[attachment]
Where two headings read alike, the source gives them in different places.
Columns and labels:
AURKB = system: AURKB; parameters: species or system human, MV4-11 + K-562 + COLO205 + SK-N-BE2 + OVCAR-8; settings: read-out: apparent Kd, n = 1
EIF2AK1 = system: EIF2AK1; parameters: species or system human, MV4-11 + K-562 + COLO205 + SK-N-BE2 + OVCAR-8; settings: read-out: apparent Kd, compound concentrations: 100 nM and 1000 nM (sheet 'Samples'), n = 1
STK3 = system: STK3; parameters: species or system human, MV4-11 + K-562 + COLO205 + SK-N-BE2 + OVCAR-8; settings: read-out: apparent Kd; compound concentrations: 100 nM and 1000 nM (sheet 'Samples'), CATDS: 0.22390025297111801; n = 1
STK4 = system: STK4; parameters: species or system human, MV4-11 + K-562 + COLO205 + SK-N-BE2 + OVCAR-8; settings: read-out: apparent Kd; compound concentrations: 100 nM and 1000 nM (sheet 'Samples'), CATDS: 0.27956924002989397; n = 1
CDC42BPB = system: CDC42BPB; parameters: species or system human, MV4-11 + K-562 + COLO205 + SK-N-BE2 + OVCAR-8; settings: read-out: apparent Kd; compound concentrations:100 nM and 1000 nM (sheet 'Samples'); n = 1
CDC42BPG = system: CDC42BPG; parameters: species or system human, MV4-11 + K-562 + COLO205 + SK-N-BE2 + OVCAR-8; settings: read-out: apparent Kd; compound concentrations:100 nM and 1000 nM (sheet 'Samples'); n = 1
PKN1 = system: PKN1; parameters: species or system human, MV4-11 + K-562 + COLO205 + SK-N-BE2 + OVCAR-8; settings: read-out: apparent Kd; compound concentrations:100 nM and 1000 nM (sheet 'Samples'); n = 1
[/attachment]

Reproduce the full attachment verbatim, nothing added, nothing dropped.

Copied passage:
Where two headings read alike, the source gives them in different places.
Columns and labels:
AURKB = system: AURKB; parameters: species or system human, MV4-11 + K-562 + COLO205 + SK-N-BE2 + OVCAR-8; settings: read-out: apparent Kd, n = 1
EIF2AK1 = system: EIF2AK1; parameters: species or system human, MV4-11 + K-562 + COLO205 + SK-N-BE2 + OVCAR-8; settings: read-out: apparent Kd, compound concentrations: 100 nM and 1000 nM (sheet 'Samples'), n = 1
STK3 = system: STK3; parameters: species or system human, MV4-11 + K-562 + COLO205 + SK-N-BE2 + OVCAR-8; settings: read-out: apparent Kd; compound concentrations: 100 nM and 1000 nM (sheet 'Samples'), CATDS: 0.22390025297111801; n = 1
STK4 = system: STK4; parameters: species or system human, MV4-11 + K-562 + COLO205 + SK-N-BE2 + OVCAR-8; settings: read-out: apparent Kd; compound concentrations: 100 nM and 1000 nM (sheet 'Samples'), CATDS: 0.27956924002989397; n = 1
CDC42BPB = system: CDC42BPB; parameters: species or system human, MV4-11 + K-562 + COLO205 + SK-N-BE2 + OVCAR-8; settings: read-out: apparent Kd; compound concentrations:100 nM and 1000 nM (sheet 'Samples'); n = 1
CDC42BPG = system: CDC42BPG; parameters: species or system human, MV4-11 + K-562 + COLO205 + SK-N-BE2 + OVCAR-8; settings: read-out: apparent Kd; compound concentrations:100 nM and 1000 nM (sheet 'Samples'); n = 1
PKN1 = system: PKN1; parameters: species or system human, MV4-11 + K-562 + COLO205 + SK-N-BE2 + OVCAR-8; settings: read-out: apparent Kd; compound concentrations:100 nM and 1000 nM (sheet 'Samples'); n = 1